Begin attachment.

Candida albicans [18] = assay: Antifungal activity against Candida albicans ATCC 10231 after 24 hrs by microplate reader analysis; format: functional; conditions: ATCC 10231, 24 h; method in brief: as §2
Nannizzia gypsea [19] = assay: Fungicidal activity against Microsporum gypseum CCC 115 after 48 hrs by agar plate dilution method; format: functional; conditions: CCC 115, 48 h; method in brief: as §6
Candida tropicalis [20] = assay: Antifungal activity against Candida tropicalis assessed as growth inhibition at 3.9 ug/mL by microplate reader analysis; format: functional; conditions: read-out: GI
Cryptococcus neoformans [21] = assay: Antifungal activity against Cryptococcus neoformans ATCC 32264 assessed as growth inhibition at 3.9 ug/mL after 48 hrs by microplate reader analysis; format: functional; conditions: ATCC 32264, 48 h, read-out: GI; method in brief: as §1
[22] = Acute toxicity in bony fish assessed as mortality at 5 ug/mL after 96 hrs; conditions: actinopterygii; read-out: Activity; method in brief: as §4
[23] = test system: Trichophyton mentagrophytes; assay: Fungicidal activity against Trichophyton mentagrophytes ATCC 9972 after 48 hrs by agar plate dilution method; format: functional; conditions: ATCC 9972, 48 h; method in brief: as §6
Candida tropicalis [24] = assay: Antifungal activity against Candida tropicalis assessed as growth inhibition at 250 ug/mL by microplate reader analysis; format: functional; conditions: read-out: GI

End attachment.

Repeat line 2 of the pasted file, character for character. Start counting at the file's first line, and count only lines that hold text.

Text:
Nannizzia gypsea [19] = assay: Fungicidal activity against Microsporum gypseum CCC 115 after 48 hrs by agar plate dilution method; format: functional; conditions: CCC 115, 48 h; method in brief: as §6